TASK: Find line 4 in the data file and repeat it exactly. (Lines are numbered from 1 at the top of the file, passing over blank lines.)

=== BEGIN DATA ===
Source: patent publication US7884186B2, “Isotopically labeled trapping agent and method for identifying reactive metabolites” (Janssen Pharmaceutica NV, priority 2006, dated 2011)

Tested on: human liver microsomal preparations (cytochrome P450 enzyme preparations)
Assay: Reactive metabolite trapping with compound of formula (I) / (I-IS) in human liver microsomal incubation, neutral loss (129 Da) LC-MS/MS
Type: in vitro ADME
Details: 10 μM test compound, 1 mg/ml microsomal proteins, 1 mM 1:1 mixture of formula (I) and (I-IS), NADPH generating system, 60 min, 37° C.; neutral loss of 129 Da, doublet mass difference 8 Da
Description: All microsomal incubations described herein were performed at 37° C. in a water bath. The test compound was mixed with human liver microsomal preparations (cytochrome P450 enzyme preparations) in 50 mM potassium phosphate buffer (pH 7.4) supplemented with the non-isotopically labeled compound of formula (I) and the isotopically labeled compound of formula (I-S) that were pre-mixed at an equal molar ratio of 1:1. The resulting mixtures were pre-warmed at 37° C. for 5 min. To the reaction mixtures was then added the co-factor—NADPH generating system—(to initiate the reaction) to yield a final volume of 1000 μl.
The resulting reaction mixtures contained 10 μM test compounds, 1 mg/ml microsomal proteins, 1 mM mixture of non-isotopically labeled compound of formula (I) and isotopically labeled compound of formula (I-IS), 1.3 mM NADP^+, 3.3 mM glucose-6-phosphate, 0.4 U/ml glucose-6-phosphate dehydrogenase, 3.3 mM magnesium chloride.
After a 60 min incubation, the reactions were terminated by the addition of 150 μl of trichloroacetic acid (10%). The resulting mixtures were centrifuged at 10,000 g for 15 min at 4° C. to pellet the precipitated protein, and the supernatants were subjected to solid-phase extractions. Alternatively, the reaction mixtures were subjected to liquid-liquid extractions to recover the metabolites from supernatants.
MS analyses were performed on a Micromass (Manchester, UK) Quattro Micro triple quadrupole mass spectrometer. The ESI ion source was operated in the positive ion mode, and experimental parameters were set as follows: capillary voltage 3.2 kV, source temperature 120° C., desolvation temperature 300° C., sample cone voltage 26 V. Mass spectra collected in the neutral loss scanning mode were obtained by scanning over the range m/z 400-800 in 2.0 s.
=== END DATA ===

Type: in vitro ADME